Many perspectives, 1 simple etiquette

Harry Reid Is Wrong: The Founders Didn't Envision a 'Bipartisan' America

Author: David Yee
Created: 17 February, 2016
Updated: 16 October, 2022
3 min read

With the death of SCOTUS Justice Scalia, the Washington rhetoric has heated up--to at times insurmountable levels of blustery rhetoric that sounds good, but has no basis in fact or history.

In a Washington Post op-ed, Senate Minority leader Harry Reid killed his own argument in one sentence, "Our founders who envisioned a fair, bipartisan process must be rolling in their graves."

Understandable is the gist of Reid's statement. The Founders designed a quasi-parliamentary style government that has two options -- yea and nay -- to any question, with members rallying around either position.

That is the greatness of any parliamentary system. Only one question is asked at a time and only 3 answers exist: yes, no, or present (no-vote). This clears up infinite amounts of ambiguity, argument, and political 'hem-hawing' that exists in other systems -- especially the royal courts of Europe that the Founders were trying to avoid.

Within this framework, the Founders expected that laws would be hard to pass, that governance and compromise would be necessary to rally the support around the passage of any measure. At this time in American history, most saw themselves as citizens of their state first, nation second, and regional issues were almost always too important to 'let go of' during any national debate.

'Bipartisanship' today means something totally different, and assumes the status quo of the two-party system.

While the Founders definitely tended to rally around a two-party system quickly, even while debating the Constitution itself, it was far from what they claimed to have envisioned for our nation. One look at George Washington's farewell address identifies a significant part of the problem we are facing with the current SCOTUS crisis:

The alternate domination of one faction over another, sharpened by the spirit of revenge, natural to party dissension, which in different ages and countries has perpetrated the most horrid enormities, is itself a frightful despotism. But this leads at length to a more formal and permanent despotism. The disorders and miseries, which result, gradually incline the minds of men to seek security and repose in the absolute power of an individual; and sooner or later the chief of some prevailing faction, more able or more fortunate than his competitors, turns this disposition to the purposes of his own elevation, on the ruins of Public Liberty.  -- Washington's Farewell Address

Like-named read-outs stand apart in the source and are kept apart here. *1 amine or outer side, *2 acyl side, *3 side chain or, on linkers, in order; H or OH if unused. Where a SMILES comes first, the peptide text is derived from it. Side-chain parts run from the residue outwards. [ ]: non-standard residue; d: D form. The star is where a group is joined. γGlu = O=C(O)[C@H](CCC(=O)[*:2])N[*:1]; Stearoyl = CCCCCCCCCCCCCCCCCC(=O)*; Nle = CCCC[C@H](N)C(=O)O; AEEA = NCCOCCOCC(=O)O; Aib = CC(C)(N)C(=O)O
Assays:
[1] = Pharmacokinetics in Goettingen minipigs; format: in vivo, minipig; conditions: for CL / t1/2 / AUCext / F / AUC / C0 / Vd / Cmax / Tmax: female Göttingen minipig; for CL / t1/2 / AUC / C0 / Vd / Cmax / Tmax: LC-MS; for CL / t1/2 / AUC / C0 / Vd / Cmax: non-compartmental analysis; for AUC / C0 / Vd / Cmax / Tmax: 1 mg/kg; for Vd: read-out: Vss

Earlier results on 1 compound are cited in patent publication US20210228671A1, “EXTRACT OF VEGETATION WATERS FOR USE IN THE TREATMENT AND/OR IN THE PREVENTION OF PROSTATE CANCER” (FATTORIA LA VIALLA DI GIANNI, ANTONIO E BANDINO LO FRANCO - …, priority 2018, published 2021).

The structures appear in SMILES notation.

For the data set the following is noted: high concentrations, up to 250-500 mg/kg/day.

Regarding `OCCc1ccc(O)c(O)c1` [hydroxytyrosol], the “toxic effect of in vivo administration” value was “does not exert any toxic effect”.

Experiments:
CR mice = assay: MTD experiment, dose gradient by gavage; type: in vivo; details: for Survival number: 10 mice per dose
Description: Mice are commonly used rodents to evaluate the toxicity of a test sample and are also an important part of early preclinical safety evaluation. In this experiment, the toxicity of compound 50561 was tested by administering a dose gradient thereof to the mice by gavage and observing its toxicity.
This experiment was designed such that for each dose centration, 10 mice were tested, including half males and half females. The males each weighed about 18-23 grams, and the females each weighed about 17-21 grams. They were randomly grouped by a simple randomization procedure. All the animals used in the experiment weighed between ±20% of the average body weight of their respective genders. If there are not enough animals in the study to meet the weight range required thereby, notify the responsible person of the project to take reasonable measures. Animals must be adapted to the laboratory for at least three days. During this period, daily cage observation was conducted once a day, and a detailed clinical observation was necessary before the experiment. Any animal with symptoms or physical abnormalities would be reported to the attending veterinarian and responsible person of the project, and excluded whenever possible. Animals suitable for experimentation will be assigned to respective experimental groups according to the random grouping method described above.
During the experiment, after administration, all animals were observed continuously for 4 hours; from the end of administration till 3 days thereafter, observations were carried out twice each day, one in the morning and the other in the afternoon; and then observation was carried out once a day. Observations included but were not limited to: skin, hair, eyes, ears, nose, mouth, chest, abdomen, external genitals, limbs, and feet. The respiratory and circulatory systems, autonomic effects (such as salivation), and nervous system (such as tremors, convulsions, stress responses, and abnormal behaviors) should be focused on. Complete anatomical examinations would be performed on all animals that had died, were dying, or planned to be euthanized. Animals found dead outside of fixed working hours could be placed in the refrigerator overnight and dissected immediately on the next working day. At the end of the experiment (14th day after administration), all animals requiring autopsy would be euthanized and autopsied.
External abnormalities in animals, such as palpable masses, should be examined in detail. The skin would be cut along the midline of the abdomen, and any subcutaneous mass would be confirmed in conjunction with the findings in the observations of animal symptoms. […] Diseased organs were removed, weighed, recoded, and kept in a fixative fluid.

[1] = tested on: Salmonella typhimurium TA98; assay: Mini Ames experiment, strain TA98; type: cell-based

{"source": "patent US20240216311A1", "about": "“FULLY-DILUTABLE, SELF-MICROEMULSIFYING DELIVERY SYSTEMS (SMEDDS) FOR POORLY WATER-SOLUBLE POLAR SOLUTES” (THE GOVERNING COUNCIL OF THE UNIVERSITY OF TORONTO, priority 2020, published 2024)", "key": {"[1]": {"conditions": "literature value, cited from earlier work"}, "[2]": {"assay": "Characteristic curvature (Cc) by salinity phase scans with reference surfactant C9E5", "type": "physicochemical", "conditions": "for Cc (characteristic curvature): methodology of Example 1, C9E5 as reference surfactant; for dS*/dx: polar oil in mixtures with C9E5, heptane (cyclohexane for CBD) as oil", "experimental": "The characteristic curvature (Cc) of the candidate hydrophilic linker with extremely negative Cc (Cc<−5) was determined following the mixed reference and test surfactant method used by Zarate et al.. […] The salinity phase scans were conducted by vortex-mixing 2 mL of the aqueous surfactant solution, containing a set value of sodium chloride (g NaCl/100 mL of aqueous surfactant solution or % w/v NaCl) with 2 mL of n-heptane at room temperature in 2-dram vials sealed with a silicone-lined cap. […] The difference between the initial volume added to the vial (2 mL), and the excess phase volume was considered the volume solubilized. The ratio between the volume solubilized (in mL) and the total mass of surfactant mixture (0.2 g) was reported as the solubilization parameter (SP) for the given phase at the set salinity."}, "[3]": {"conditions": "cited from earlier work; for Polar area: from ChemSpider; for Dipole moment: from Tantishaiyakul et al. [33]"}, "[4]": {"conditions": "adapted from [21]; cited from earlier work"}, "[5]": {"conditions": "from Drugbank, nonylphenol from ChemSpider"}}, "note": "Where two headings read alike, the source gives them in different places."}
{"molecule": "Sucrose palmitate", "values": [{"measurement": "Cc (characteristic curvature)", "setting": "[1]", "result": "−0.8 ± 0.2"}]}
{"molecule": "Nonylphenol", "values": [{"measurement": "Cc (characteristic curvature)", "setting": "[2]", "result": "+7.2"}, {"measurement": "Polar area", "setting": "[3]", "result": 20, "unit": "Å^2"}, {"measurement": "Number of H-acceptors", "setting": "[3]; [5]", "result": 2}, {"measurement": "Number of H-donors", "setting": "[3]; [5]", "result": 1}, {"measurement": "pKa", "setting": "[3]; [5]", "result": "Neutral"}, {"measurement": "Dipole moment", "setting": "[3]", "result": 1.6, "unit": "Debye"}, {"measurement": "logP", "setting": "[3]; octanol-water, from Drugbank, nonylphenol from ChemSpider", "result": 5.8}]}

The fact that we have allowed the two-party system to thrive has enabled one side or the other to try to dominate the other, quite frankly with the 'spirit of revenge' that Washington had predicted.

When two politicians, Chuck Grassley (R-Iowa), the chairman of the Senate Judiciary Committee, and Senate Majority Leader Mitch McConnell (R-Ky.) control the process through party affiliation to the extent that SCOTUS nominations may or may not come up in scheduling, Washington's greatest fear has been truly manifested -- the 'ruins of Public Liberty.'

We don't need a fair bipartisan system; we need a system that has freed itself from the control of political parties. We need to have politicians who are voting the conscience of their self and state, not their national meal-ticket to re-election.

But most importantly, we need politicians who can see past the 110-year-old two-party dominance and see that there is a better way -- and not just assume it was the way the Founder's intended.